“Ooh, what’s that?” asks an out-of-town friend as we drive along Highway 16 heading west. He’s pointing to Terrace’s 1.6 kilometre linear park, aka the Millennium Trail, formally called the Grand Trunk Pathway, and what some like to call Terrace’s seawall – except instead of running between the ocean and a park, it runs between the railroad tracks and the highway.
That latter bit of description doesn’t quite give justice to what has over the last decade-and-a-half – and thanks to the dedication of the Terrace Beautification Society and other community members and groups – evolved into a fairly primped pathway to linger along.
And whether you’re running, biking, strolling, or hey, even rollerblading the tree-lined route, as more and more seem inclined to do, there are plenty of opportunities to stop and say, “What is the deal with that thing, anyway?”
So, here’s the deal with some of those objects. And please, leave your suggestions for other Terrace landmarks or icons or weird things you’d like explained in the comments so we can include them in a future post.
The Spirit of Terrace
That’s right. Terrace has its own song – it’s even logged in the national music archives in Ottawa. “The Spirit of Terrace” was composed by Terrace’s music master and mentor, Jim Ryan (he’s the founder of the Terrace Community Band and the Terrace Symphony Orchestra).
That’s Jim Ryan, on the right, with his Order of Terrace. Bill McRae is on the left.
The metal monument was erected as part of a fundraising opportunity for the Dare to Dream foundation in the early aughts – this was back when the group had a deal with Alcan, when Alcan was just Alcan, not Rio Tinto, to match money raised – and as a testament to Ryan, who died in 2004.
The band plays the song often – but if you can’t catch it in person, listen to it here, compliments of the Terrace Community Band:
(Bonus track: Listen to Jim Ryan talk about the inspiration behind the song.)
Yes, this historic old railcar is still used – just like the sign says, the Skeena Valley Model Railroad Association meets Monday at 7:30 p.m., although there are only three attending members left (talking to you, train model aficionados hiding in your sheds and others who are just interested in checking it out). The public can also climb aboard during Riverboat Days.
Boulders and Benches
This stone monument and bench, found on the western end of the trail, honours loggers of the pacific northwest, and is one of a number of boulders and benches honouring important and generous Terracites clustered along the route (my personal fave: the boulder thanking a local crane company for “raising Terrace to new heights”). Do you want a boulder or a bench of your own? Talk to the city. There is a standard form and fee for benches, and boulders or other monuments need city staff input. The eastern end of the trail has a lot going on but the western end – due to eventually be lengthened to Kitsumkalum – has plenty of room. Surely some groups fancy themselves a boulder, a bench, or something else entirely?
There is one lone sticker on a lamppost near the eastern end of the pathway that marks that time the Olympic torch passed through Terrace in 2010 en route to Vancouver.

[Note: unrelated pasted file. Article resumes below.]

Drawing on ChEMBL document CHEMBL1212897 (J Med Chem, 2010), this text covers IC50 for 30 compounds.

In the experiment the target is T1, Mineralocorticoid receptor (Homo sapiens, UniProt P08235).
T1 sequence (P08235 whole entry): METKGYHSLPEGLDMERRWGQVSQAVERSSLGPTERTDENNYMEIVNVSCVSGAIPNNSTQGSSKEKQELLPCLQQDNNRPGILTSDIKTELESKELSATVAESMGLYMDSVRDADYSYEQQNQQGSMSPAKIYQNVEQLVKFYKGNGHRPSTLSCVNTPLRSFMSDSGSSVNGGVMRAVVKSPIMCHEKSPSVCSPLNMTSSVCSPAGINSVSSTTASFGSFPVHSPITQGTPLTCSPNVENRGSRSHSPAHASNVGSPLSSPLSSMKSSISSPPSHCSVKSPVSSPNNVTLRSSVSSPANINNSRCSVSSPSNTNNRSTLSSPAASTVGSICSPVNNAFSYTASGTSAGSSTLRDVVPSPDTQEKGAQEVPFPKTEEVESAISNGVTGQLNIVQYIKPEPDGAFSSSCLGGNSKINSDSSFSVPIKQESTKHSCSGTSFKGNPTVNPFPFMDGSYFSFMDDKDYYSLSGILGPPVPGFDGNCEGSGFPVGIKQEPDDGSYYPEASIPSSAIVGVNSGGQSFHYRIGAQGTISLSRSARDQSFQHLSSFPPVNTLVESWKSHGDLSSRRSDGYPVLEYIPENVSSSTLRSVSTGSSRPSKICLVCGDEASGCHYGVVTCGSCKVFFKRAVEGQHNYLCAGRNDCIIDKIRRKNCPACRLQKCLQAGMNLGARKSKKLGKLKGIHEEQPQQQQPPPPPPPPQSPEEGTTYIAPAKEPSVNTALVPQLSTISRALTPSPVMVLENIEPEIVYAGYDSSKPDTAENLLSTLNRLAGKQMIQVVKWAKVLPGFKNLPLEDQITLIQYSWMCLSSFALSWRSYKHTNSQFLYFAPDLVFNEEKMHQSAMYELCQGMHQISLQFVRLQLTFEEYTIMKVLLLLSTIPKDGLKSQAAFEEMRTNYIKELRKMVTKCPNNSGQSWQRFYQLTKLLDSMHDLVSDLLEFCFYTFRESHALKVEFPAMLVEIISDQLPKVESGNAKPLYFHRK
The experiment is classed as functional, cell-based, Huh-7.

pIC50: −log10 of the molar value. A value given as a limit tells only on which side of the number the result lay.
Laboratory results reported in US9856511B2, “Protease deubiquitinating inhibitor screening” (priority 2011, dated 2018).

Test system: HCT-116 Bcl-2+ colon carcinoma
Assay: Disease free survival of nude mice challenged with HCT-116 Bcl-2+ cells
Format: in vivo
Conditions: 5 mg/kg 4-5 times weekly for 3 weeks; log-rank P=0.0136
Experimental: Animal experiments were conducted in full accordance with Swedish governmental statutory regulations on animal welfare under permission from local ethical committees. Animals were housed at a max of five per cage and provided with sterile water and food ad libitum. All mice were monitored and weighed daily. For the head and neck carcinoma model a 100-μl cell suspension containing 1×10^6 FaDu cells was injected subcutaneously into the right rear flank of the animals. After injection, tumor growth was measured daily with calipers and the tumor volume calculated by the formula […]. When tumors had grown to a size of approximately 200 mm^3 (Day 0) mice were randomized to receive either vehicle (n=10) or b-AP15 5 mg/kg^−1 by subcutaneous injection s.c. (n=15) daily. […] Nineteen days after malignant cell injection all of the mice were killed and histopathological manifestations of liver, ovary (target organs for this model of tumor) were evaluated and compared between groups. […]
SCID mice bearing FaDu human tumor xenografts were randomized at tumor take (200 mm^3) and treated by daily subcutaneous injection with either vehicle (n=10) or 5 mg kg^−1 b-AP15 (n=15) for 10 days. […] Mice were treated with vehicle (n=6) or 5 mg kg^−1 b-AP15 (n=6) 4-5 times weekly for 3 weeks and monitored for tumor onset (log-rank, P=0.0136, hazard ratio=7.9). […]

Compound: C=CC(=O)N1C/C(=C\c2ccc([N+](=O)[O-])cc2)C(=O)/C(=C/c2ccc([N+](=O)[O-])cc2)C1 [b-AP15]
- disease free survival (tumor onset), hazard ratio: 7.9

Want to relive the torch relay? Here’s a video:
No, that’s not the source of the strange sounds in Terrace, B.C., it’s a historic flywheel that helped power the Little, Haugland, and Kerr Sawmill dating back to the early 1920’s. There’s a historical board at the base of the structure that explains its history, but Terrace Beautification Society past-president Chris Olsen says that as soon as George Little’s granddaughter decided to donate the wheel, decisions on where to put it and how to display it flew by without a hitch.
“In recognition of the natural splendour of this area.”
Did you know that the short table-top like concrete structure at the first fork of the pathway (right beside the wheel) actually points out all of the mountains that make up the walls of our little snowglobe of a town? Because it does.
It wouldn’t be Terrace without Spirit Bears
A mosaic bear done by Kaye and Matt Ehses, of Northern Light Studio, for Terrace’s 75th anniversary hangs out in front of the railcar. This bear builds on a stained glass window the couple created for the town’s 50th anniversary. Unfortunately, Northern Light Studio is a memory, but the art lives on – the stained glass window is at 4818 Halliwell and the Ehses have a stunning Japanese garden with more mosaic creations at their own home on the bench.
Meet Luna’s Pod, one of the bears that was part of a huge Easter Seals auction about 10 years ago. The plaque at the bottom of the bear directs visitors to the website www.spiritbearsinthecity.com (which now appears to belong to an Arizona real estate company) but a cached version of the site says the art project was “modelled after Chicago’s ‘Cows on Parade’, Toronto’s ‘Moose in the City’ and Vancouver and Victoria’s ‘Orcas In The City’.
The bears live in a number of B.C. communities, and Terrace has several – apparently there was a time when if someone wanted to protest something, they’d hang a sign around the neck of the bear in front of the Scotiabank. Terrace, B.C., never change.
This article has been updated to reflect that Jim Ryan died in 2004, not in the ’90s as initially reported.